Inhibition of adrenergic β1-AR/Gαs signaling promotes cardiomyocyte proliferation in juvenile mice through activation of RhoA-YAP axis

  1. Masahide Sakabe
  2. Michael Thompson
  3. Nong Chen
  4. Mark Verba
  5. Aishlin Hassan
  6. Richard Lu
  7. Mei Xin  Is a corresponding author
  1. Cincinnati Children's Hospital Medical Center, United States

Abstract

The regeneration potential of the mammalian heart is incredibly limited, as cardiomyocyte proliferation ceases shortly after birth. β-adrenergic receptor (β-AR) blockade has been shown to improve heart functions in response to injury; however, the underlying mechanisms remain poorly understood. Here we inhibited β-AR signaling in the heart using metoprolol, a cardio-selective β blocker for β1-adrenergic receptor (β1-AR) to examine its role in heart maturation and regeneration in postnatal mice. We found that metoprolol enhanced cardiomyocyte proliferation and promoted cardiac regeneration post myocardial infarction, resulting in reduced scar formation and improved cardiac function. Moreover, the increased cardiomyocyte proliferation was also induced by the genetic deletion of Gnas, the gene encoding G protein alpha subunit (Gαs), a downstream effector of β-AR. Genome wide transcriptome analysis revealed that the Hippo-effector YAP, which is associated with immature cardiomyocyte proliferation, was upregulated in the cardiomyocytes of b-blocker treated and Gnas cKO hearts. Moreover, the increased YAP activity is modulated by RhoA signaling. Our pharmacological and genetic studies reveal that b1-AR-Gas-YAP signaling axis is involved in regulating postnatal cardiomyocyte proliferation. These results suggest that inhibiting b-AR-Gas signaling promotes the regenerative capacity and extends the cardiac regenerative window in juvenile mice by activating YAP-mediated transcriptional programs.

Data availability

RNA seq data have been deposited to GEO under accession code GSE186099.

The following data sets were generated

Article and author information

Author details

  1. Masahide Sakabe

    Division of Experimental Hematology and Cancer Biology, Cincinnati Children's Hospital Medical Center, Cincinnati, United States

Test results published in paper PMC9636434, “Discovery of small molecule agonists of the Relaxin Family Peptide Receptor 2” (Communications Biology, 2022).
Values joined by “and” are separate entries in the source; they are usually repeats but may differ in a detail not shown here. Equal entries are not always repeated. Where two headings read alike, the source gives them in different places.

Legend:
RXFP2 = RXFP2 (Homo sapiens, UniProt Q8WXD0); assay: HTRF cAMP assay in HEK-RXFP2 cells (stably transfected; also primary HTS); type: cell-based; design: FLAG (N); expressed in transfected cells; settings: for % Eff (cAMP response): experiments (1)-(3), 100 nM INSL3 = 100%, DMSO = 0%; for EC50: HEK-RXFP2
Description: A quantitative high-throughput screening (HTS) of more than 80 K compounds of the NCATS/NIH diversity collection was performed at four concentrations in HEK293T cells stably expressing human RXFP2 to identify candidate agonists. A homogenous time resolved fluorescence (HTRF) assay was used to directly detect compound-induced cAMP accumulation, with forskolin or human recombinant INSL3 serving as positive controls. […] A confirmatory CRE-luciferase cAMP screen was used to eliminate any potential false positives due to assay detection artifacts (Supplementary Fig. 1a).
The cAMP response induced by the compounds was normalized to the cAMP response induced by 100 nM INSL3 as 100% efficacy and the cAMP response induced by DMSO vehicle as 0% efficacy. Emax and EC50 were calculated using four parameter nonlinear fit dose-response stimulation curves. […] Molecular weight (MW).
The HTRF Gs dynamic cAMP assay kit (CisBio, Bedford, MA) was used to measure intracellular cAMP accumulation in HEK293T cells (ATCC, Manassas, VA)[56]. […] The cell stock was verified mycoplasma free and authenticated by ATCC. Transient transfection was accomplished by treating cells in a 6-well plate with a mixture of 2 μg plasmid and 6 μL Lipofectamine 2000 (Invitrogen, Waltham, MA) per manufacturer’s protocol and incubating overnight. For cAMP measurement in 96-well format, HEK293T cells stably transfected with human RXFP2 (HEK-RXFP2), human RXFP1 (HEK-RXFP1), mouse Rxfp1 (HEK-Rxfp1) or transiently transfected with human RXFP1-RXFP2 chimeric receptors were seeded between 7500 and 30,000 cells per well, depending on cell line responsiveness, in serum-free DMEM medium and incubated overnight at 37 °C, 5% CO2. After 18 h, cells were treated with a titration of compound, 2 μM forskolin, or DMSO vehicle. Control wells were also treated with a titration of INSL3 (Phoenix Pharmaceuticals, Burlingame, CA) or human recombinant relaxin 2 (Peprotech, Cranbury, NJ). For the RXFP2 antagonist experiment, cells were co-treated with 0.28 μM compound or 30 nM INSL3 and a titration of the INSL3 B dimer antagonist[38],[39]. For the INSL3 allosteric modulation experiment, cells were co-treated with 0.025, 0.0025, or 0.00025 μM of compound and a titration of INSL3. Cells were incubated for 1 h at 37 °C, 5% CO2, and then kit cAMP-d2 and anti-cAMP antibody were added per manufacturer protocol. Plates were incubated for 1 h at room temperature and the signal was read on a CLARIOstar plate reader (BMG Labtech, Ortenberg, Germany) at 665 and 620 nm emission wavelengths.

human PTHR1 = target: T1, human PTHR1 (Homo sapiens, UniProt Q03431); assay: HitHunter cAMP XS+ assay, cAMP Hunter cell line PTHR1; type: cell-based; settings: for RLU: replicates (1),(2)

Competing interests
    The authors declare that no competing interests exist.
    ORCID icon "This ORCID iD identifies the author of this article:" 0000-0003-0851-296X
  2. Michael Thompson

    Division of Experimental Hematology and Cancer Biology, Cincinnati Children's Hospital Medical Center, Cincinnati, United States
    Competing interests
    The authors declare that no competing interests exist.
  3. Nong Chen

    Division of Experimental Hematology and Cancer Biology, Cincinnati Children's Hospital Medical Center, Cincinnati, United States
    Competing interests
    The authors declare that no competing interests exist.
  4. Mark Verba

    Division of Experimental Hematology and Cancer Biology, Cincinnati Children's Hospital Medical Center, Cincinnati, United States
    Competing interests
    The authors declare that no competing interests exist.
  5. Aishlin Hassan

    Division of Experimental Hematology and Cancer Biology, Cincinnati Children's Hospital Medical Center, Cincinnati, United States
    Competing interests
    The authors declare that no competing interests exist.
  6. Richard Lu

    Division of Experimental Hematology and Cancer Biology, Cincinnati Children's Hospital Medical Center, Cincinnati, United States
    Competing interests
    The authors declare that no competing interests exist.
  7. Mei Xin

    Division of Experimental Hematology and Cancer Biology, Cincinnati Children's Hospital Medical Center, Cincinnati, United States
    For correspondence
    mei.xin@cchmc.org
    Competing interests
    The authors declare that no competing interests exist.
    ORCID icon "This ORCID iD identifies the author of this article:" 0000-0002-5732-7501

Funding

National Institutes of Health (HL-132211)

  • Mei Xin

The funders had no role in study design, data collection and interpretation, or the decision to submit the work for publication.

Reviewing Editor

  1. Enzo R. Porrello, Murdoch Children's Research Institute, Australia

Ethics

Animal experimentation: All animal experiments were performed with the approval of the Institutional Animal Care and Use Committee of Cincinnati Children's Hospital Medical Center (IACUC 2019-0086).

Version history

  1. Received: October 9, 2021
  2. Preprint posted: October 20, 2021 (view preprint)
  3. Accepted: December 7, 2022
  4. Accepted Manuscript published: December 8, 2022 (version 1)
  5. Version of Record published: December 20, 2022 (version 2)

Copyright

© 2022, Sakabe et al.

This article is distributed under the terms of the Creative Commons Attribution License permitting unrestricted use and redistribution provided that the original author and source are credited.

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  1. Masahide Sakabe
  2. Michael Thompson
  3. Nong Chen
  4. Mark Verba
  5. Aishlin Hassan
  6. Richard Lu
  7. Mei Xin
(2022)
Inhibition of adrenergic β1-AR/Gαs signaling promotes cardiomyocyte proliferation in juvenile mice through activation of RhoA-YAP axis
eLife 11:e74576.
https://doi.org/10.7554/eLife.74576

Share this article

https://doi.org/10.7554/eLife.74576

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